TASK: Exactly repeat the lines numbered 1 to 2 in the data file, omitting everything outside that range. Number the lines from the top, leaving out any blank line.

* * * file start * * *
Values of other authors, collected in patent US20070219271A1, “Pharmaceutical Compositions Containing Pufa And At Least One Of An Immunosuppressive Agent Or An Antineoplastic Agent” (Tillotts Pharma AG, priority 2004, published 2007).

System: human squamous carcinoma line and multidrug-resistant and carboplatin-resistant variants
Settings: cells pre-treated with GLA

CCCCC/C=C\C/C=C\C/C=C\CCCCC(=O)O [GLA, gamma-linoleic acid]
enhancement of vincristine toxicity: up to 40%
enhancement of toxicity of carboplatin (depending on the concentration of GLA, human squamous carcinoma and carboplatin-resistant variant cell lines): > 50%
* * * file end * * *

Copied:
Values of other authors, collected in patent US20070219271A1, “Pharmaceutical Compositions Containing Pufa And At Least One Of An Immunosuppressive Agent Or An Antineoplastic Agent” (Tillotts Pharma AG, priority 2004, published 2007).

System: human squamous carcinoma line and multidrug-resistant and carboplatin-resistant variants